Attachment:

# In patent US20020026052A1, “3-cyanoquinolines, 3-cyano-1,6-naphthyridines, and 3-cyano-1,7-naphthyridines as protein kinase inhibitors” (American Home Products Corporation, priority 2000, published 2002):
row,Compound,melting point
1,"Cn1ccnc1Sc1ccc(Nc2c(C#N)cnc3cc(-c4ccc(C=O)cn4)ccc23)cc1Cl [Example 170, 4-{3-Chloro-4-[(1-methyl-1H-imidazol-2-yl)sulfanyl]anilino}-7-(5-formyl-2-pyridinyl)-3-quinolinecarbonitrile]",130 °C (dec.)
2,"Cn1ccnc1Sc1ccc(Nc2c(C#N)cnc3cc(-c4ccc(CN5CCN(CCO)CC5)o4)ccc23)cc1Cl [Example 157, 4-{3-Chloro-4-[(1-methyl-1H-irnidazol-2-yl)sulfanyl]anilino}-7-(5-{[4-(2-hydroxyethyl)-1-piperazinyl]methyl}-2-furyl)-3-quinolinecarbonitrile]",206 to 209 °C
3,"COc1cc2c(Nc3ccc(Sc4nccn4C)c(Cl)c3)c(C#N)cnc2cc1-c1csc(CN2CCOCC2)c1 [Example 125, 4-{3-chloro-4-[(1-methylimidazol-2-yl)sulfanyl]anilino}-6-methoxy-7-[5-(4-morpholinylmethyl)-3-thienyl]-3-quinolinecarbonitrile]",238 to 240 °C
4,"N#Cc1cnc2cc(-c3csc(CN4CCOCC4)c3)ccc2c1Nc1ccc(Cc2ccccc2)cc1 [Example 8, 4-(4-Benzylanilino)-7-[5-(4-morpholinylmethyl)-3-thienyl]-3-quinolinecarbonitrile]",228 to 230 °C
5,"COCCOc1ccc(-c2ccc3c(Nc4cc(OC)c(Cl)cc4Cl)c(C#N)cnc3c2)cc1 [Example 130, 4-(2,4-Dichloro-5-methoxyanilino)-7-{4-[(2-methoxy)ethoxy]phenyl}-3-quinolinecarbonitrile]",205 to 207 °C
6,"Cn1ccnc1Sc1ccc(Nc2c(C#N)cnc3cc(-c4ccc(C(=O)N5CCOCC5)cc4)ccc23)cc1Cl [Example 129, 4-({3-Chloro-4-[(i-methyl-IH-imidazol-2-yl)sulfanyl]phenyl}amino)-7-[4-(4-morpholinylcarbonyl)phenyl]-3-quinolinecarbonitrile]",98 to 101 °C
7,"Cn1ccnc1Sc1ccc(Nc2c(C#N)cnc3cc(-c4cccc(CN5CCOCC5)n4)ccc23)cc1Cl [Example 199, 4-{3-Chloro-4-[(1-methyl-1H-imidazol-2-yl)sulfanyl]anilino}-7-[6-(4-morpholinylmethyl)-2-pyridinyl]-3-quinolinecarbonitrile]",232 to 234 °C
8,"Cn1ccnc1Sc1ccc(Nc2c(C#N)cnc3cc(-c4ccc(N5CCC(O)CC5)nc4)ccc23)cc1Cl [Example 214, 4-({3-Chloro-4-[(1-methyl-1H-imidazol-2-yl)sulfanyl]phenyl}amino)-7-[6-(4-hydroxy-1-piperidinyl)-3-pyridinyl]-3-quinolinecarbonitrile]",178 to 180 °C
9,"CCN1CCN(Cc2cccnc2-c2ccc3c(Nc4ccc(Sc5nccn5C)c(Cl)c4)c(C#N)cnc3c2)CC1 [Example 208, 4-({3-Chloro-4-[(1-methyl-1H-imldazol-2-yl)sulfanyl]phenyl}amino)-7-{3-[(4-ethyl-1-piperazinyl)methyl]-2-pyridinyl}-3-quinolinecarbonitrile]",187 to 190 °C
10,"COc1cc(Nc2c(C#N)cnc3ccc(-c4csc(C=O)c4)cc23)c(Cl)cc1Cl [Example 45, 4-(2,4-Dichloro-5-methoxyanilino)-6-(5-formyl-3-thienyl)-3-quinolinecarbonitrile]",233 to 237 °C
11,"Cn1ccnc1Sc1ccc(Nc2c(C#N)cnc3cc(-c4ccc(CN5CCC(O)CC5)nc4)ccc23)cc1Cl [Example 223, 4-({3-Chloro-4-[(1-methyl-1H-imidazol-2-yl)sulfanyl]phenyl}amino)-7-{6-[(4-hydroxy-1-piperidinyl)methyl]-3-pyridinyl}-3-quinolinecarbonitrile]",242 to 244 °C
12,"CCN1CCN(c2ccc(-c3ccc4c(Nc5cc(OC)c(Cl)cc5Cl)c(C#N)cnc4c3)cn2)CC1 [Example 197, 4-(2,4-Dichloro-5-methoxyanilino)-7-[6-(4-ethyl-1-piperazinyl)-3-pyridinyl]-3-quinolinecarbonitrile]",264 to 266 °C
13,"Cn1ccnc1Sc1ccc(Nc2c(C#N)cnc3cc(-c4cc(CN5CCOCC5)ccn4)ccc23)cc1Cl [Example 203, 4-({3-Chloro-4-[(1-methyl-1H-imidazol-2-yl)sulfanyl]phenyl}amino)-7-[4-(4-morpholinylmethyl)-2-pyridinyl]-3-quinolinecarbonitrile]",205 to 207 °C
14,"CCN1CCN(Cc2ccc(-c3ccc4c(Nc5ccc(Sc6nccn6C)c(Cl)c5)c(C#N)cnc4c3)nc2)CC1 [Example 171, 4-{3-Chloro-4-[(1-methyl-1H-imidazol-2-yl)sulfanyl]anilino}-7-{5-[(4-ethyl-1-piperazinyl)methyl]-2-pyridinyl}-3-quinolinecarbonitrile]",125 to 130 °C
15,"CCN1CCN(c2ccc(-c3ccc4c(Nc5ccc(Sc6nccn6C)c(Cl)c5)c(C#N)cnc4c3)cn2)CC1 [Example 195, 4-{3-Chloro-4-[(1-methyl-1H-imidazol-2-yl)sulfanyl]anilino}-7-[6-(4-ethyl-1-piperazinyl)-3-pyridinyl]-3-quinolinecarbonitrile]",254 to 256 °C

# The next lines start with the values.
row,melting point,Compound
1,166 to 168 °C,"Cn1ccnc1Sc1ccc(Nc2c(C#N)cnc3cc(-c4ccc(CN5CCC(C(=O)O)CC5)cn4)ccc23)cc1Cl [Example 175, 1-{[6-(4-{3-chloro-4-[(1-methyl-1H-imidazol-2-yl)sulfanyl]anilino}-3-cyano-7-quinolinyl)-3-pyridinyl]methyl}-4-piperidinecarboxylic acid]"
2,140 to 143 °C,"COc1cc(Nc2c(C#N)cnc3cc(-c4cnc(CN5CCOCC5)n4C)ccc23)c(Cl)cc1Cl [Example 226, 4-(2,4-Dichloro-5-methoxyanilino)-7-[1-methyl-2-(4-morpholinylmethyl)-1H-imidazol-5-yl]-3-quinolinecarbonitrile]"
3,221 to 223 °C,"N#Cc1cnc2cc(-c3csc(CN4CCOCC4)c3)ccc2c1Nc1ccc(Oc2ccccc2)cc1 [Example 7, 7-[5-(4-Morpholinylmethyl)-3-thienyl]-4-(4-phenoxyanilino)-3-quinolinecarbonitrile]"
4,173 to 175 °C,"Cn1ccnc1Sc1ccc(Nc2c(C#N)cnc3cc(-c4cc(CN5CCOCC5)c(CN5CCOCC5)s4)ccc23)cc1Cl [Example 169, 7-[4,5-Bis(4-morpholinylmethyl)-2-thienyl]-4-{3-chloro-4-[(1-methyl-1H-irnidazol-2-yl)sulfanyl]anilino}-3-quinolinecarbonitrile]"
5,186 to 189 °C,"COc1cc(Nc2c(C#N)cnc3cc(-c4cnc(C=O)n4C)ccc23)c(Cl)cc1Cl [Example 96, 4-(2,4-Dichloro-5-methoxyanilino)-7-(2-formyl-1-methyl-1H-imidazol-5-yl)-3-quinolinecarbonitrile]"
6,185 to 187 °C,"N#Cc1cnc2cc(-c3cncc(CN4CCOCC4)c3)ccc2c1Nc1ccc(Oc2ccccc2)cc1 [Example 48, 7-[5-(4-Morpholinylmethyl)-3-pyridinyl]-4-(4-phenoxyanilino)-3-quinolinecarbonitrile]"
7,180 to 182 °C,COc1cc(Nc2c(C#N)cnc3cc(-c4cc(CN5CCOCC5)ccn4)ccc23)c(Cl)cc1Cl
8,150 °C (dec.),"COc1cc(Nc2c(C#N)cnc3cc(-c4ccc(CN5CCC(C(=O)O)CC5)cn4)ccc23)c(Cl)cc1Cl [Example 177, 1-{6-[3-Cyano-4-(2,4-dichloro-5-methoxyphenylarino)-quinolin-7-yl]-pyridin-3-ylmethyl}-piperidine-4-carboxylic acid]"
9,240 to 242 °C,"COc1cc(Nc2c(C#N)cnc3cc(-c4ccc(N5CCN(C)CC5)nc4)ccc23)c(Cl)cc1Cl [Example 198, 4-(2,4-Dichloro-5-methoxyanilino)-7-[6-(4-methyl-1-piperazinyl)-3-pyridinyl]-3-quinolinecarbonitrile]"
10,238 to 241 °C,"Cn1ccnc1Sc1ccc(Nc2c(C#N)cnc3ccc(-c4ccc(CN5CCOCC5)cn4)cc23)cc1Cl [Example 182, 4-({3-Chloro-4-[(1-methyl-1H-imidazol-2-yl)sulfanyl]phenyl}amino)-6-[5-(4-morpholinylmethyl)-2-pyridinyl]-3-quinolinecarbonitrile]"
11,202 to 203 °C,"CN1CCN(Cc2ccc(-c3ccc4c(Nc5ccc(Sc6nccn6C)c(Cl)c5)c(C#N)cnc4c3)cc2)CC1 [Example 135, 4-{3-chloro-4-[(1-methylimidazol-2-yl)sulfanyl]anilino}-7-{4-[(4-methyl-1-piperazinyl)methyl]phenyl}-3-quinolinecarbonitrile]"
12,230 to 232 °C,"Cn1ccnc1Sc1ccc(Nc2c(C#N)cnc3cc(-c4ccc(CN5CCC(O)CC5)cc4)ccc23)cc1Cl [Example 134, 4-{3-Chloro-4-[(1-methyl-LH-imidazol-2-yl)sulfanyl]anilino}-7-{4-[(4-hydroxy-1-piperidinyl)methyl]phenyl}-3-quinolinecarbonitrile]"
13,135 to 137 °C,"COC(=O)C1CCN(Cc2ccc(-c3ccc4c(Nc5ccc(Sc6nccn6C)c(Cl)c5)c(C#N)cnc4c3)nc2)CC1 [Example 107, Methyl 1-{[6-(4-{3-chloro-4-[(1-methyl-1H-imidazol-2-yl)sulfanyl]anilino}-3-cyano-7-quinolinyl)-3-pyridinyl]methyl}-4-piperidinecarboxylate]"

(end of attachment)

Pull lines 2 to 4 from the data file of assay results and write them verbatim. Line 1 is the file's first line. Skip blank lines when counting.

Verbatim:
row,Compound,melting point
1,"Cn1ccnc1Sc1ccc(Nc2c(C#N)cnc3cc(-c4ccc(C=O)cn4)ccc23)cc1Cl [Example 170, 4-{3-Chloro-4-[(1-methyl-1H-imidazol-2-yl)sulfanyl]anilino}-7-(5-formyl-2-pyridinyl)-3-quinolinecarbonitrile]",130 °C (dec.)
2,"Cn1ccnc1Sc1ccc(Nc2c(C#N)cnc3cc(-c4ccc(CN5CCN(CCO)CC5)o4)ccc23)cc1Cl [Example 157, 4-{3-Chloro-4-[(1-methyl-1H-irnidazol-2-yl)sulfanyl]anilino}-7-(5-{[4-(2-hydroxyethyl)-1-piperazinyl]methyl}-2-furyl)-3-quinolinecarbonitrile]",206 to 209 °C